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Backcountry Athlete Molly Baker, Mt Baker Backcountry, WA. Photo: Re Wikstrom
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What is a Big Mountain Freeride Ski, and is it for you?

You’ve read product catalogs, seen magazine gear guides, and heard lift-line conversations referring to “big mountain” or “freeride” skis, but all you can tell is that they look a little longer and sometimes a bit fatter than your own. So what makes a big mountain freeride ski different from a powder ski or an all mountain ski, and why would you want a pair? Here’s the breakdown.

While the term “big mountain” may sound a little ridiculous taken out of context (aren’t we all skiing on the same mountain?), it comes from the competitive freeride (or “extreme,” if you’re over 35) skiing circuit, where the mountains, terrain, and consequences are in fact much bigger than what average skiers encounter on a daily basis. The skis themselves are made to handle with stability at high speed in ungroomed snow on steep terrain, the kind of conditions expert skiers crave. If you’re wondering whether a big mountain ski is right for you, well, there’s a small part of us that wants to say if you’re not already familiar with what we just explained, you might not be ready to own a pair. But far be it from us to tell you how to live your life.

Anatomy of a Big Mountain Ski

Generalization is anathema to the expert gear advisor, but if we take a single core qualification–high-speed stability on steep, ungroomed terrain–there are certain guidelines within which most big mountain freeride skis will fall, from the layup of the core to the dimensions, the shape, and even the method of construction.

Big Mountain Ski Construction

You may have heard the adjective “damp” thrown around in reviews and conversation, and it is a crucial characteristic in a big mountain ski. Damping is the ability of a ski to absorb and cancel out vibration, or chatter, and the more damp a ski is, the smoother it will feel at higher speeds. Damping can be accomplished by making a ski stiffer and heavier, by adding more and different materials, and by changing the construction method. Solid hardwoods like ash, metal laminates like Titanal, and additional layers of fiberglass give a ski more resistance to chatter, with the side benefit of making the ski stronger and more durable. Traditional vertical laminate (a.k.a. “race-room”) construction–pressing the ski between a topsheet and base bound by two vertical sidewalls–also increases damping and power transfer to the edges. Adding core material and using traditional construction both invariably make a ski heavier, which is why you’ll never pick up a pair of big mountain skis and think, “Wow, these babies are light!” Extremely damp skis also tend to feel dead at slower speeds because they’ve been tuned to start producing feedback only at eye-watering velocities.

Big Mountain Ski Dimensions

In the past, extreme skiers would pull GS and downhill skis out of the race room to use for competition, because they were the stiffest, longest, and strongest skis available and the idea of fat skis had yet to develop. Nowadays, the same athletes have a wider variety from which to choose, with most opting for a ski somewhere in the 110 to 120 millimeter width range. Anything narrower will tend to get knocked around by imperfections in the snow surface, while anything wider won’t allow the ski to punch below the surface and reduce the impact of a big air. It’s also rare to see a big-mountain skier riding a ski that’s shorter than they are tall, with the logic being the longer a ski is, the more stable it is at high speed. You’ll notice we aren’t talking about powder float here; while big skis do float better in powder, pow days don’t always coincide with freeride event schedules, and by the third day of competition all that fresh snow is going to be hammered anyway.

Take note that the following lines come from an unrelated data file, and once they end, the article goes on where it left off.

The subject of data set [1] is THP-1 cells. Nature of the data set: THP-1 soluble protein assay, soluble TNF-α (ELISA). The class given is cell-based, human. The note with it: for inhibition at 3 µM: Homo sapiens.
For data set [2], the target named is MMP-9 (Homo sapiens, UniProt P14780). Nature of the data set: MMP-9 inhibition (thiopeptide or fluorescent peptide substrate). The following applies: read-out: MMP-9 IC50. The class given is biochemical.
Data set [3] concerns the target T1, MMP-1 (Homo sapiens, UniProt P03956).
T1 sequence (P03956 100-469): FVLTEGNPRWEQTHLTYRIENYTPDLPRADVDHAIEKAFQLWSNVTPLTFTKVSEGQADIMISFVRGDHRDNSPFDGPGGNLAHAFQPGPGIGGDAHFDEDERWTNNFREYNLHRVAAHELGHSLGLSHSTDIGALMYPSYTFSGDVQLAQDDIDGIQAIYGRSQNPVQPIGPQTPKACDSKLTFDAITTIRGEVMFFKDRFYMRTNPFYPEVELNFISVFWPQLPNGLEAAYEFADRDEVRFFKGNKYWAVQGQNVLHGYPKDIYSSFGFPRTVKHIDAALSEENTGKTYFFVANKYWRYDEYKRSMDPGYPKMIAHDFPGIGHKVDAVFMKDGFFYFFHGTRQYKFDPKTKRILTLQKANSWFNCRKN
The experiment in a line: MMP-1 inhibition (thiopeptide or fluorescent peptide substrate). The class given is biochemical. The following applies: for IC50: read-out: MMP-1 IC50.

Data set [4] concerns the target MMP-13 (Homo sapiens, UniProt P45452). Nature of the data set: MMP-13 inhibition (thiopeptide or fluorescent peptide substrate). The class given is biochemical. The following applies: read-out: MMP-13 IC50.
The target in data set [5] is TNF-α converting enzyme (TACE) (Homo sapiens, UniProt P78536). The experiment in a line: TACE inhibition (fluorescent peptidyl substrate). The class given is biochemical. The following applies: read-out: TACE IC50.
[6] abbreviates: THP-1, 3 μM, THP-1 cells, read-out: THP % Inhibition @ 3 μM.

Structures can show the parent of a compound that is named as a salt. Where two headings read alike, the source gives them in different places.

Big Mountain Ski Profile

If there’s anyone around still eschewing the benefits of rocker, it is the alpine racer, followed close behind by the big-mountain skier. More edge in contact with the snow equals more control; rocker pulls the edges up off the snow, increasing maneuverability at the expense of stability. Excess sidecut is another modern convention you won’t find in many hardcore big mountain skis, as extreme shapes make it harder to keep a ski straight during hard landings and high-speed runouts. In recent years, tip rocker has gained acceptance from even the most die-hard of freeride competitors, but a true big-mountain ski will likely still have some camber underfoot, a huge turn radius, and a flat tail to offer maximum power and control.

The Whole Package

To most people, a long, heavy, straight, damp, minimally rockered ski won’t sound like a lot of fun, which is why we caution inexperienced skiers to steer clear of the category until they’re ready. Don’t be scared or put off, though; there are plenty of skis out there with enough beef to make them more than fast and stable enough for the average skier, and more often than not, so-called “big mountain” skis are just a manufacturer’s way of indicating a more expert-level powder ski. If you love skiing fast and jumping off of things, you find yourself overpowering your skis, and you do it all while maintaining safe control of your speed and direction, maybe a big mountain freeride ski should be next on your list.


How to Choose a Ski Profile

How to Choose a Powder Ski

How to Choose the Right Ski Length and Width

Ski Construction Explained

Avalanche Safety: Get Educated


Big Mountain Freeride Skis